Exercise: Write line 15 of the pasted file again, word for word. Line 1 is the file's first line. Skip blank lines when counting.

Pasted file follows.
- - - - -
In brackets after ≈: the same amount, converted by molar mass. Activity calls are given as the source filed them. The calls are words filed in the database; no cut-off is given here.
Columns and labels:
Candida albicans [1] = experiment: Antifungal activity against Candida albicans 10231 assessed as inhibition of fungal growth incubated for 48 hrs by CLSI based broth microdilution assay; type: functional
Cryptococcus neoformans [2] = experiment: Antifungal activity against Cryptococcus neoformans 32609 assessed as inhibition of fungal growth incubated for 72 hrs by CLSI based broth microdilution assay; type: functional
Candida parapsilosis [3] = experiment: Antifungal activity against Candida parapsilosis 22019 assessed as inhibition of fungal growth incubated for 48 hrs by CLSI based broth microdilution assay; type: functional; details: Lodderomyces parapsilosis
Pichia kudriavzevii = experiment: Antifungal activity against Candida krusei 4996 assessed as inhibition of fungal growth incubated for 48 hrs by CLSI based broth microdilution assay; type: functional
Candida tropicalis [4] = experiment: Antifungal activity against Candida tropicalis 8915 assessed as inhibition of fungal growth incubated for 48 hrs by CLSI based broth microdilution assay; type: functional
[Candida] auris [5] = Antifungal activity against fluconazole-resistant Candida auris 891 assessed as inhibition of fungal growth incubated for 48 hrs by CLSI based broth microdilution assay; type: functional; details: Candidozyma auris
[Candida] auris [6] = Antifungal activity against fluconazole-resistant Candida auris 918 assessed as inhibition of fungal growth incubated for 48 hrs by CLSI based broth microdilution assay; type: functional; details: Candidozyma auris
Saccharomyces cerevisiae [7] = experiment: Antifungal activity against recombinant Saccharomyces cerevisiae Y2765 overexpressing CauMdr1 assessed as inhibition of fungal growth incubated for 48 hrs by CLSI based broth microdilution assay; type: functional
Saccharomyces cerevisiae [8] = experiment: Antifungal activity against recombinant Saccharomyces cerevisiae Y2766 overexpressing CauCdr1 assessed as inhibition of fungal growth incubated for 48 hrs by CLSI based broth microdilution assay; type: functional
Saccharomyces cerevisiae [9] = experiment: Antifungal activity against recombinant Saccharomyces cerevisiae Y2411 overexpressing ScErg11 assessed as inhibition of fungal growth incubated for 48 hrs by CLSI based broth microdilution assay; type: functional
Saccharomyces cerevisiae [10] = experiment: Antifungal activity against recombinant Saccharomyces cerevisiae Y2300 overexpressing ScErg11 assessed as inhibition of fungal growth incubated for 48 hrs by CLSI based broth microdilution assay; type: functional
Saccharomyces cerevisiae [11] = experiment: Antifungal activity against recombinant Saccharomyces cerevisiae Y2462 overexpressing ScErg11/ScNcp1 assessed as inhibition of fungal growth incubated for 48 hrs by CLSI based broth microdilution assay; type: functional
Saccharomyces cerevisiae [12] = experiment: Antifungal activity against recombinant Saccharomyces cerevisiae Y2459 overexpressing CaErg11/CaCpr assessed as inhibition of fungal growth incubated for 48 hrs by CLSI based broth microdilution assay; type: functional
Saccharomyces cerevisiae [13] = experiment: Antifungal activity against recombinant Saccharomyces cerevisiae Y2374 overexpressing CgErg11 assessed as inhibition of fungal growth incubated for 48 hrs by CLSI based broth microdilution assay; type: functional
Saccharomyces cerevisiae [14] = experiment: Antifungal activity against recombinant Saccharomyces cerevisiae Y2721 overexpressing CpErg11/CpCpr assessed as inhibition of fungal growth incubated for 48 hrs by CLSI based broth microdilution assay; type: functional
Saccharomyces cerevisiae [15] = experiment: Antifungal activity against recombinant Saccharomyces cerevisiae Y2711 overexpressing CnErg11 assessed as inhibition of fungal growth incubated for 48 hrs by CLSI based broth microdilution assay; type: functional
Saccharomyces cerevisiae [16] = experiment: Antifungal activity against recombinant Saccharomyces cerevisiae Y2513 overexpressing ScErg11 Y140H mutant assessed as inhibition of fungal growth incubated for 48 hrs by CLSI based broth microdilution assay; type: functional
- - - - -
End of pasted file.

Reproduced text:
Saccharomyces cerevisiae [12] = experiment: Antifungal activity against recombinant Saccharomyces cerevisiae Y2459 overexpressing CaErg11/CaCpr assessed as inhibition of fungal growth incubated for 48 hrs by CLSI based broth microdilution assay; type: functional